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Establishing Guides for Goals a Good Time Investment

7/7/2010

Ronica Rooks, PhD, sees herself as a rubric novice after using the same rubric for the past three years. As Rooks progresses with the implementation of rubrics, she has come to discover their attributes. “On a positive, reflective note, while this rubric was time consuming to create and needs further iterations, thus far it is an effective tool for achieving the course goals.”

Rooks, assistant professor of health and behavioral sciences in the College of Liberal Arts and Sciences, is the instructor for the Social Determinants of Health (SDOH) course. Her course objectives are to enable students to explore the social context of physical and mental health, illness and the health care system in the United States, with some cross-national discussions. The class is small in size; in fall of 2009 Rooks had only nine registered students, made up mostly of women who are seniors or at the master’s level and have some background in sociological, psychological and/or biomedical aspects of health.

The SDOH course requires students to engage in a service learning project. The service learning is a bridge between classroom learning and community volunteerism, she says.  “Students’ service learning projects allow them to apply their classroom knowledge to a real-world health problem, gain insight about and become better advocates for their causes, and acquire networks for their career development.” With the complexity of assessing a student on a service learning project, Rooks’ created an assessment rubric for the service learning project.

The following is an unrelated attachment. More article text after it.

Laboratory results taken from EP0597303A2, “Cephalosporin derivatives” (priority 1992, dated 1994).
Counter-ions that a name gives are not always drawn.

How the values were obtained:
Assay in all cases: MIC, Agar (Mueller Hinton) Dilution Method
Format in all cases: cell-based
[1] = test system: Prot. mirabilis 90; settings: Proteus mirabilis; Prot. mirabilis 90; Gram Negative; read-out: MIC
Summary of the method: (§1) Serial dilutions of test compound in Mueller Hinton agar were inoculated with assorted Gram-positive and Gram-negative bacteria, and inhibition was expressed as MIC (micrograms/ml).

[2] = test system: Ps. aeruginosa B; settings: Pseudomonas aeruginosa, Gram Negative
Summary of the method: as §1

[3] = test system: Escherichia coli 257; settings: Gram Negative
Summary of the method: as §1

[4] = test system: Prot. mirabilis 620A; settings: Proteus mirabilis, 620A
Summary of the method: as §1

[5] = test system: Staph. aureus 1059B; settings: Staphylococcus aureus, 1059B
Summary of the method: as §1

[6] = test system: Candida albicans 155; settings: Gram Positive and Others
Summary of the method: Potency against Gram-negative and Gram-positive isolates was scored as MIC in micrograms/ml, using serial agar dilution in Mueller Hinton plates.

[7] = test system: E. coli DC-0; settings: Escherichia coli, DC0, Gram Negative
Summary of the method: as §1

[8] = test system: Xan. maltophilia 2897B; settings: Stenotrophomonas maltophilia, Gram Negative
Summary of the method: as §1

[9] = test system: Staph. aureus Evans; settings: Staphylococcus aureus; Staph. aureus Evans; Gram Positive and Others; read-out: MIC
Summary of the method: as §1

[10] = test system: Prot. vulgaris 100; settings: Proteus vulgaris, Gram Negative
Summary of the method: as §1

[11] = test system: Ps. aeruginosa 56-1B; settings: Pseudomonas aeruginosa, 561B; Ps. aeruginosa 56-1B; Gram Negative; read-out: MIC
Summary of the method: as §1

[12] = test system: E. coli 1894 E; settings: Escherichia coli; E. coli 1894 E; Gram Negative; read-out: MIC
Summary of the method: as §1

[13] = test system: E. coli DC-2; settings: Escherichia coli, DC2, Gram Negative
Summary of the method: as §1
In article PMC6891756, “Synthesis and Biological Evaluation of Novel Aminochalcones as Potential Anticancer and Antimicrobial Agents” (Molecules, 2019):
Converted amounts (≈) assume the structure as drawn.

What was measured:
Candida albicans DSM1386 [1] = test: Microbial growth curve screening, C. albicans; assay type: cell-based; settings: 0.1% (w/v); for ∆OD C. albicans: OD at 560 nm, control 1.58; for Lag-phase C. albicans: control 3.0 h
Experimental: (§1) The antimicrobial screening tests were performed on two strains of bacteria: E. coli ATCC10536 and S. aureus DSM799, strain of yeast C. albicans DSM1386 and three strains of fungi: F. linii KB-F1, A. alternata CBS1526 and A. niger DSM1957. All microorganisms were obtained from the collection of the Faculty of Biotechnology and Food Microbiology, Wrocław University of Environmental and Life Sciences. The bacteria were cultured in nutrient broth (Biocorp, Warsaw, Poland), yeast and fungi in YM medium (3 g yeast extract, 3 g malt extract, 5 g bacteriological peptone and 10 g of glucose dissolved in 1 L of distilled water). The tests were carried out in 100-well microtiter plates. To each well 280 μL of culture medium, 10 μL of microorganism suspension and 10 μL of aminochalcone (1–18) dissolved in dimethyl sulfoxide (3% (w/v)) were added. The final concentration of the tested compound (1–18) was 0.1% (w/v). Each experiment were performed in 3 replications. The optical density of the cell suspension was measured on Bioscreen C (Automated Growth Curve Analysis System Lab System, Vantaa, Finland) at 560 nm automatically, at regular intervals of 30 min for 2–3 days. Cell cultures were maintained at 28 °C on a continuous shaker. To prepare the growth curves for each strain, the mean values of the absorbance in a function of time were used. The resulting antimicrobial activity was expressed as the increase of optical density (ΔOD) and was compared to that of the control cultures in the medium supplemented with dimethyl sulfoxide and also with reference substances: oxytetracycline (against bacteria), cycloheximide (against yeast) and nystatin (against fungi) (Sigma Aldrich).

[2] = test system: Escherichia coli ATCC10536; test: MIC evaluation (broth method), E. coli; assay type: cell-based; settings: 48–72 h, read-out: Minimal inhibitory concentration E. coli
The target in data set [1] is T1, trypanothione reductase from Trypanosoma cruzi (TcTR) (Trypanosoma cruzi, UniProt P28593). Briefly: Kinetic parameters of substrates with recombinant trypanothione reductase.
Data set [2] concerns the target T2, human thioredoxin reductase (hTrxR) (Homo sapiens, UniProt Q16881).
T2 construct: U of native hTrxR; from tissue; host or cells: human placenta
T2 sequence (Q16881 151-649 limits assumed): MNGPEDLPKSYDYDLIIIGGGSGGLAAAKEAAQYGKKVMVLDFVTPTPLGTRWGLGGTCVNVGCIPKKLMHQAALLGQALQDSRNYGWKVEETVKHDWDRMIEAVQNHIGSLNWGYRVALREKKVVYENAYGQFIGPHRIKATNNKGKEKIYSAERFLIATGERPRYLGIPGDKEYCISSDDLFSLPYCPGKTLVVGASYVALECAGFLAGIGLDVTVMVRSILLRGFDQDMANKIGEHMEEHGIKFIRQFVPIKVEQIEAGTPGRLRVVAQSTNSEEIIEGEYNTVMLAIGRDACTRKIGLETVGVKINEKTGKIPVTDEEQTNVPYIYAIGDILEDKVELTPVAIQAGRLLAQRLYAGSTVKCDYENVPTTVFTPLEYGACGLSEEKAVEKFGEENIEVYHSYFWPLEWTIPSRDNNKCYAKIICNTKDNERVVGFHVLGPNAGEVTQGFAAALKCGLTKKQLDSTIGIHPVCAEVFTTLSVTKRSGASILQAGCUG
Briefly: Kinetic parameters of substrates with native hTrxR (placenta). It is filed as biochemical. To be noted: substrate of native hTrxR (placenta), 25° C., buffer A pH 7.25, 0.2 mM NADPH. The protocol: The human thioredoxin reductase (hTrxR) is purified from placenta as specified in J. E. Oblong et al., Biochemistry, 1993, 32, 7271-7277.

Rooks rubric has three rating levels including inadequate, adequate and advanced, based on how the student demonstrates his/her knowledge of an assignment. Across these ratings, if students do not discuss any examples from their textbook, in-class discussions, service learning experiences, peer-review discussions, etc., they are graded as inadequate.  If they discuss a few examples in their assignments, they are graded as adequate. If they discuss multiple examples and are thinking about and presenting possible solutions to social issues in their assignments, they are graded as advanced.

“I use the rubric to give students information and clarity about my expectations for grading up front in the syllabus; to improve my grading consistency and justify to students why points might be deducted from their service learning assignments;” Rooks stresses. “Rubrics help document if student learning and progress in their assignments throughout the semester are enhanced by service learning.” See the videos online.